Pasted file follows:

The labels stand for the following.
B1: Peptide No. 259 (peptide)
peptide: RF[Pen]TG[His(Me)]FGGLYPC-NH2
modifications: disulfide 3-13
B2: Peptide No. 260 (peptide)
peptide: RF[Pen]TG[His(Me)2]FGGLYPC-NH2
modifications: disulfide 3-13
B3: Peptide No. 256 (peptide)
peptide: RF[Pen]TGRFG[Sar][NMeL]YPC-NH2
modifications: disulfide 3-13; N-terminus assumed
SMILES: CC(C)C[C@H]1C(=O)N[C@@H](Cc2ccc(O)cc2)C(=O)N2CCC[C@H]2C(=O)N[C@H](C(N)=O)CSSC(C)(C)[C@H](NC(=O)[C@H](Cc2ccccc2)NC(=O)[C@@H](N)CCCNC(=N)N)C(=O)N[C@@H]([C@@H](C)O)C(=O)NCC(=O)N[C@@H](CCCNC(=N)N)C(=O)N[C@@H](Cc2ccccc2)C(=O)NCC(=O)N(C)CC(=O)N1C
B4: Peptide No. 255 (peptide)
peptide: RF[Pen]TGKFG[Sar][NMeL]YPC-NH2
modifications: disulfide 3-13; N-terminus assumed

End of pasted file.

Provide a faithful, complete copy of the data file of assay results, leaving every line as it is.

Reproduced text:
The labels stand for the following.
B1: Peptide No. 259 (peptide)
peptide: RF[Pen]TG[His(Me)]FGGLYPC-NH2
modifications: disulfide 3-13
B2: Peptide No. 260 (peptide)
peptide: RF[Pen]TG[His(Me)2]FGGLYPC-NH2
modifications: disulfide 3-13
B3: Peptide No. 256 (peptide)
peptide: RF[Pen]TGRFG[Sar][NMeL]YPC-NH2
modifications: disulfide 3-13; N-terminus assumed
SMILES: CC(C)C[C@H]1C(=O)N[C@@H](Cc2ccc(O)cc2)C(=O)N2CCC[C@H]2C(=O)N[C@H](C(N)=O)CSSC(C)(C)[C@H](NC(=O)[C@H](Cc2ccccc2)NC(=O)[C@@H](N)CCCNC(=N)N)C(=O)N[C@@H]([C@@H](C)O)C(=O)NCC(=O)N[C@@H](CCCNC(=N)N)C(=O)N[C@@H](Cc2ccccc2)C(=O)NCC(=O)N(C)CC(=O)N1C
B4: Peptide No. 255 (peptide)
peptide: RF[Pen]TGKFG[Sar][NMeL]YPC-NH2
modifications: disulfide 3-13; N-terminus assumed